Let’s be honest. Being on social media is not always fun. You put yourself out there for the whole world to see. You create content with the best of intentions; content you hope people will enjoy… And yet, some people are really hard to please.
Some people won’t like what you have to say, they’ll disagree with you, and some will even call you names. They will insult you and attack you and try to make you feel really small and insignificant.
If you haven’t had this experience, consider yourself lucky! Or maybe you just don’t have enough followers or enough exposure yet. But as your audience grows, this will change. I promise. The nasty people will get to you and will try to provoke you. They will always find something or someone to criticize. Like the bullies in school who will always find someone to pick on.
Here’s the thing, most of these nasty people don’t know you, and you don’t know them. To many, it’s just a game. You don’t see them, They don’t see you. They will often use fake names to stay under the radar and evade accountability. Because they’re cowards.
What they tell you online, they would never say to you in person. They hide behind computer screens in their sad little world without consequences, rules, or morals. It’s quite pathetic when you think of it.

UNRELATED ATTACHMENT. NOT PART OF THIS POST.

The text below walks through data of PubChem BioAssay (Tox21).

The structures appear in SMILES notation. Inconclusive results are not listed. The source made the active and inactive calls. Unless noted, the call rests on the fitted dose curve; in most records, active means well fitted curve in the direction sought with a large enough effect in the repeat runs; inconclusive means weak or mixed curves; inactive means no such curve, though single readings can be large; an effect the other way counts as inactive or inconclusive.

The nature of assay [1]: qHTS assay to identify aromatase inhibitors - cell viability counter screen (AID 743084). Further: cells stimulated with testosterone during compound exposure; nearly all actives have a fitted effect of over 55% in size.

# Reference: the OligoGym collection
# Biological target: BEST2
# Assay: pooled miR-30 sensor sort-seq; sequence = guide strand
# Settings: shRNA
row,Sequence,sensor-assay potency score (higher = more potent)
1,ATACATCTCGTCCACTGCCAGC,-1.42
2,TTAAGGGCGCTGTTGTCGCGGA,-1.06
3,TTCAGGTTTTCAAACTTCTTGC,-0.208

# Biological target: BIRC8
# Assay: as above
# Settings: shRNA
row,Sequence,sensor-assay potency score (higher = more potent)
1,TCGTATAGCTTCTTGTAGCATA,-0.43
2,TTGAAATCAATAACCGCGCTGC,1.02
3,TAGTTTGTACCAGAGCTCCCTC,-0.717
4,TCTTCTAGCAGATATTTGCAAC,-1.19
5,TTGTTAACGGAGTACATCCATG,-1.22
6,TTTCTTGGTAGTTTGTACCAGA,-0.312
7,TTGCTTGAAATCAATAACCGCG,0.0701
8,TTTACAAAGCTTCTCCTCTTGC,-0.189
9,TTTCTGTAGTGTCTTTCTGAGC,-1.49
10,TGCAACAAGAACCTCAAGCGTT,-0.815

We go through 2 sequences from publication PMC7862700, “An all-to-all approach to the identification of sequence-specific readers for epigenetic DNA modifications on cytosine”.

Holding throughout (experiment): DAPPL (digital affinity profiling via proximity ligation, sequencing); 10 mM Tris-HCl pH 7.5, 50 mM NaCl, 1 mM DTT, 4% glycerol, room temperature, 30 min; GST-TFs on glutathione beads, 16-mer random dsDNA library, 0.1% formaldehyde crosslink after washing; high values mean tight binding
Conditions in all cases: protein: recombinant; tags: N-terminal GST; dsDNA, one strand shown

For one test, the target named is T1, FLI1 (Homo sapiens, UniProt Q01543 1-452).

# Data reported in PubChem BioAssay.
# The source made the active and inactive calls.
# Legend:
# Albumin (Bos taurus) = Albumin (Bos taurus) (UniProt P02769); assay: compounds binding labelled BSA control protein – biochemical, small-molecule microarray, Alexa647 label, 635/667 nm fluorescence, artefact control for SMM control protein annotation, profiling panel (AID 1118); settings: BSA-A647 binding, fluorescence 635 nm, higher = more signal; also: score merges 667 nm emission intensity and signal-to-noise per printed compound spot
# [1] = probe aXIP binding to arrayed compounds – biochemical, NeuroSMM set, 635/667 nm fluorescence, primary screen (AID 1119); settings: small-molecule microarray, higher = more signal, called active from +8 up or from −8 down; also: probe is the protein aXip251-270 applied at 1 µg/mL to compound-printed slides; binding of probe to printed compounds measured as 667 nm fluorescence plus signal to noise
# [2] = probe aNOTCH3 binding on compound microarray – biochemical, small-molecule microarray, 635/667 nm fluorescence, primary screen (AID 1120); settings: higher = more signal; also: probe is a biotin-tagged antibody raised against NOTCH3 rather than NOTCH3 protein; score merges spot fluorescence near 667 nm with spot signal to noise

When they see you happy, you remind them of how sad they are. When they see you being a light, they have to think about their own darkness. When they notice how successful you are, they are confronted with their own failure. And they think that bringing you down will, in some twisted way, elevate them.
When I was a lot younger, I was bullied because of the way I spoke. I was bullied because I was a pretty good student. They called me “the professor” and “the teacher’s pet.” I was bullied because my father was a minister. They bullied me because of things I didn’t know how to change.
I used to be a happy carefree child, but like most of us, I wanted to fit in and be appreciated. Instead, I was singled out and made fun of.
One day, my favorite teacher asked me to stay behind so we could have a talk. He asked what was bothering me, and he listened the way very few people had ever listened to me. I told him about the bullying, and how it made me feel. Then he said something I’ll always remember. He said:
“Paul, someone’s opinion does not have to become your reality. If someone gives you a gift and you choose not to accept it, to whom does it belong?”
Later on I realized he had been quoting Buddha, but when he said it, his words went straight to my heart and they have stayed there ever since.
So, when someone says some nasty things to you, in person or online, when someone criticizes you, or tries to belittle you, you have the power to decide how to respond. Do you accept the gift, or not?
Someone’s opinion does not have to become your reality.